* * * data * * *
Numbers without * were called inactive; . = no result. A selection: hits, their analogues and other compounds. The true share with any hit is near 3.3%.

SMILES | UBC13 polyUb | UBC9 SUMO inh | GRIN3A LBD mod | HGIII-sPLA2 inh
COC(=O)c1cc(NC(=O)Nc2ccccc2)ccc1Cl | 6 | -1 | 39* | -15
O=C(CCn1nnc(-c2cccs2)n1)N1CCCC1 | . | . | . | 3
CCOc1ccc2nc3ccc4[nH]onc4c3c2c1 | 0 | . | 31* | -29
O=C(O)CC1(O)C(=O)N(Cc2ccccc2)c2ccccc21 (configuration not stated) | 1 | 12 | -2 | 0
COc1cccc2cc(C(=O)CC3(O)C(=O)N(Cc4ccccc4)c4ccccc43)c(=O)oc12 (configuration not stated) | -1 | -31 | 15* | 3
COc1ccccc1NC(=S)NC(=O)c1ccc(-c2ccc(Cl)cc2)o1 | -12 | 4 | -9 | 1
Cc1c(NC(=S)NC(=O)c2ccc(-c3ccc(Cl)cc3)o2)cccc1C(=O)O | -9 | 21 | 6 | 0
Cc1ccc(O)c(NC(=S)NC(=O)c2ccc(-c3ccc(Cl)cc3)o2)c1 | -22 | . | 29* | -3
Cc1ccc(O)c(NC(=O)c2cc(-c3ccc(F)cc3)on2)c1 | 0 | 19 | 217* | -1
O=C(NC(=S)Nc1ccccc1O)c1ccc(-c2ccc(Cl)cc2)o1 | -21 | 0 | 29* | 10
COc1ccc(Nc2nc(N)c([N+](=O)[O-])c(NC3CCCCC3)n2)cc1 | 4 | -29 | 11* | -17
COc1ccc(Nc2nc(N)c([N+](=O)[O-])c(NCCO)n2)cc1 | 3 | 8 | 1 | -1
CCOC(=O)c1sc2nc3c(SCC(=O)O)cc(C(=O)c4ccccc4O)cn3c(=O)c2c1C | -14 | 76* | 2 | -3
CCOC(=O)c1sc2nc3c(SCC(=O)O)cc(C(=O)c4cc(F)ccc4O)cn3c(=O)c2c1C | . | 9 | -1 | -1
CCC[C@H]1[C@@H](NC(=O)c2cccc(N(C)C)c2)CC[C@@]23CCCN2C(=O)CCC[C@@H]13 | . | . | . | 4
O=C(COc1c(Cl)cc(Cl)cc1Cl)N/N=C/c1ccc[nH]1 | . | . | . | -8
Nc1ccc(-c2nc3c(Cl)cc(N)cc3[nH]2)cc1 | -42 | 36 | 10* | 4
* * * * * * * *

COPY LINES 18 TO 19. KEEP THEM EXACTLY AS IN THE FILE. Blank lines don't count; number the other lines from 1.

O=C(COc1c(Cl)cc(Cl)cc1Cl)N/N=C/c1ccc[nH]1 | . | . | . | -8
Nc1ccc(-c2nc3c(Cl)cc(N)cc3[nH]2)cc1 | -42 | 36 | 10* | 4